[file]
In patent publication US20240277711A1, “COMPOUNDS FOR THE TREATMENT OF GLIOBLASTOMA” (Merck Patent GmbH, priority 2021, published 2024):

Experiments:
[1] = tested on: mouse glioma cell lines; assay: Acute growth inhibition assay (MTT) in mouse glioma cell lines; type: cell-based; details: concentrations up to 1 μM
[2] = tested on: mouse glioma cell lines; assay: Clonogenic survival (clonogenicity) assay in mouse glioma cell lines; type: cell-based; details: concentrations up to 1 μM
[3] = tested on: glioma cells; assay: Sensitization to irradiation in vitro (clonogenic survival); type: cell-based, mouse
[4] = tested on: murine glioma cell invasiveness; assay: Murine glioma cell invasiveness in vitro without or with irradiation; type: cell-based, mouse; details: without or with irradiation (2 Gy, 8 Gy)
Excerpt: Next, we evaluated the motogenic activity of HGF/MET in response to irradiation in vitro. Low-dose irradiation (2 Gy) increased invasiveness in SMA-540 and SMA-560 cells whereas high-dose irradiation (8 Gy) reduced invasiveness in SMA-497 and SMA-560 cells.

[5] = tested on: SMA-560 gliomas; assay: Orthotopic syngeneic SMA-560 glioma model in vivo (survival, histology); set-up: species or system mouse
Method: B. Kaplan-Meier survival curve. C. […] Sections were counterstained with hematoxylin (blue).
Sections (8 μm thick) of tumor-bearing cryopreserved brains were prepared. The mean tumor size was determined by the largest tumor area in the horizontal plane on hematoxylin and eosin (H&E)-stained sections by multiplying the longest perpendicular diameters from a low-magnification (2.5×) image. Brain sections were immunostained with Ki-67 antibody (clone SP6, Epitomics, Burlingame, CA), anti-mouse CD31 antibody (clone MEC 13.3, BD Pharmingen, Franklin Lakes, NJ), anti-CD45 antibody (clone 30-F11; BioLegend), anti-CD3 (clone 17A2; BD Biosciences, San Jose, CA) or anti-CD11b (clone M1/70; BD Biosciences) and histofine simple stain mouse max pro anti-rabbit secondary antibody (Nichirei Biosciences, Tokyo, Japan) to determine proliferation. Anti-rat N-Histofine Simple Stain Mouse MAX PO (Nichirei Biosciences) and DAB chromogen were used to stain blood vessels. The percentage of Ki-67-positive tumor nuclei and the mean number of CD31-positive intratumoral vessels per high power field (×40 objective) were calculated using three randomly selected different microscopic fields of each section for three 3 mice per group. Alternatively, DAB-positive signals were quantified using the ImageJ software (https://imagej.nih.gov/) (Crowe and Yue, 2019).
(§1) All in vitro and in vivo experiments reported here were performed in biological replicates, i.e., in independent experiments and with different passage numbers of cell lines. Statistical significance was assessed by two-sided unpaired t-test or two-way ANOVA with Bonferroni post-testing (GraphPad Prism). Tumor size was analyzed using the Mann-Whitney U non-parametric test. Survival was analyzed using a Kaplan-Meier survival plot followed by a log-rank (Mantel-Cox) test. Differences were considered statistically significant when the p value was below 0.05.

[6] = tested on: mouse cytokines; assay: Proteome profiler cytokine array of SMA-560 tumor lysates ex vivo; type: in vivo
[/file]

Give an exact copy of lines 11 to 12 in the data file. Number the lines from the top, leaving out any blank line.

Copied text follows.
(§1) All in vitro and in vivo experiments reported here were performed in biological replicates, i.e., in independent experiments and with different passage numbers of cell lines. Statistical significance was assessed by two-sided unpaired t-test or two-way ANOVA with Bonferroni post-testing (GraphPad Prism). Tumor size was analyzed using the Mann-Whitney U non-parametric test. Survival was analyzed using a Kaplan-Meier survival plot followed by a log-rank (Mantel-Cox) test. Differences were considered statistically significant when the p value was below 0.05.

[6] = tested on: mouse cytokines; assay: Proteome profiler cytokine array of SMA-560 tumor lysates ex vivo; type: in vivo